Former Warner Robins narcotics officer sentenced for violating oath A former officer of the Warner Robins Police Department's Narcotics Investigation Unit (NIU), John Tyler Harvey, has been sentenced following a month-long investigation initiated by the Houston County District Attorney's Office. WARNER ROBINS, Georgia (41NBC/WMGT) – A former officer of the Warner Robins Police Department’s Narcotics Investigation Unit (NIU), John Tyler Harvey, has been sentenced following a month-long investigation initiated by the Houston County District Attorney’s Office. Harvey was found guilty of one count of Violation of Oath by a Public Officer by Superior Court Judge G.E.
“Bo” Adams on Thursday, according to a news release from the Houston County District Attorney’s Office. This charge stemmed from allegations of improper conduct while Harvey was serving in his duties as an NIU officer for WRPD. A news release from the City of Warner Robins says Harvey submitted his resignation on Wednesday. “While his intentions may have been without malice, his actions were contrary to the principles and responsibilities we uphold as law enforcement officers,” WRPD Interim Police Chief Roy Whitehead said. Harvey was sentenced to a five-year probated sentence.
He must also must relinquish his POST Certification and may not hold any public trust position during his sentence. This sentence came despite the State and Defense Counsel’s initial proposal of a 5 serve 2 suspended sentence, which the court rejected. The investigation revealed that Harvey, in pursuit of a high-level drug supplier, endorsed and allowed a confidential informant to sell large quantities of methamphetamine to pay off a debt.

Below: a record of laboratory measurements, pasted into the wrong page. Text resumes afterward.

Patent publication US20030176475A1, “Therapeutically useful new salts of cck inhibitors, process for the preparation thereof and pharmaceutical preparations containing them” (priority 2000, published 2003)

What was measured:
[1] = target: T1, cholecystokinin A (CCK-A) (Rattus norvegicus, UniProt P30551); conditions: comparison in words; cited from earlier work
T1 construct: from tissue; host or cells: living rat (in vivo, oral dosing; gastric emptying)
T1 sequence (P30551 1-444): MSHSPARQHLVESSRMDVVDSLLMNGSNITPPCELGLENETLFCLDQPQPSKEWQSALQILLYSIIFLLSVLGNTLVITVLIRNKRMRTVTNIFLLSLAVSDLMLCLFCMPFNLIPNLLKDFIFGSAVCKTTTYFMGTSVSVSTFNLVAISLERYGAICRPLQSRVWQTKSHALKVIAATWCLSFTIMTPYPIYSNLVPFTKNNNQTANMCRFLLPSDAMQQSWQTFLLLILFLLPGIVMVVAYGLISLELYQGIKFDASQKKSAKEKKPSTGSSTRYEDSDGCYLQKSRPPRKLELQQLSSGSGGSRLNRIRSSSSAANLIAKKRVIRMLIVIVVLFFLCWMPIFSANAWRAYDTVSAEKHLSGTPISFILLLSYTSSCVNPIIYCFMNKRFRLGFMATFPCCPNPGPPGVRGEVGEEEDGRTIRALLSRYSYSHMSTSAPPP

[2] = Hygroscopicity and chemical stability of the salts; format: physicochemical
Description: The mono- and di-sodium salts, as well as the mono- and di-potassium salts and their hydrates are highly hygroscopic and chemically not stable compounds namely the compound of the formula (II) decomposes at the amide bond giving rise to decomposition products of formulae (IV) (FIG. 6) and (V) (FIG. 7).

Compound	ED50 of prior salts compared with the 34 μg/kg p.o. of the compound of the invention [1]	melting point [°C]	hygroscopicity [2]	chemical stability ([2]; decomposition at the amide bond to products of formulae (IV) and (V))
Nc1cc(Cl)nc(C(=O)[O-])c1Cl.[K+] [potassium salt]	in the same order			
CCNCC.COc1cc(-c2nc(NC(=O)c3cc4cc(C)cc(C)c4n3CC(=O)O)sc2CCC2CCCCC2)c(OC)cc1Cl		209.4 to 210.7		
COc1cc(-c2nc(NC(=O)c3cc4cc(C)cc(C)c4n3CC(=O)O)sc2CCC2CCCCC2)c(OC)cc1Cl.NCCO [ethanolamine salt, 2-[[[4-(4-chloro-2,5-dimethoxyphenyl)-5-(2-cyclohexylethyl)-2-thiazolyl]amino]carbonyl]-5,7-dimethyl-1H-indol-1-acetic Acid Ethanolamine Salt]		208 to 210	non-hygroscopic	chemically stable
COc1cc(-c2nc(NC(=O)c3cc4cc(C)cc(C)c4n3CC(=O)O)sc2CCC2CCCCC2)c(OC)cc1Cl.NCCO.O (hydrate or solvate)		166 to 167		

This incident occurred after a traffic stop on March 31, 2023 led to the informant being held on various charges. “Those who hold positions of public trust should be held to a high standard,” District Attorney William Kendall said. “In this case, a public officer failed to meet that standard and violated his oath and the trust the public has granted him.”In this case there were text messages, witness testimony, testimony from other Officers and video evidence that support the charge and the allegations that the informant was being allowed to sell some 10-16 ounces of methamphetamine to make good with the informant’s drug supplier.
These sales were not ‘controlled’ in any way and no arrests were made in connection with those sales. Although Harvey’s intention to go after a high-level drug supplier may have been well-meaning, endorsing and allowing an informant to sell poison to pay off a debt is not conduct commensurate with the laws of this State.” Harvey was one of six WRPD NIU officers placed on administrative leave last month following the start of an investigation by the district attorney’s office.
Four officers returned to duty within days, while another remains on leave pending the outcome of the ongoing investigation. “We understand the impact such incidents can have on public trust, and we assure our community members that the WRPD will continue to work tirelessly to ensure that our officers uphold the highest standards,” Whitehead siad. The Houston County District Attorney’s Office says no evidence suggests systemic issues within WRPD or any other law enforcement agency in the county.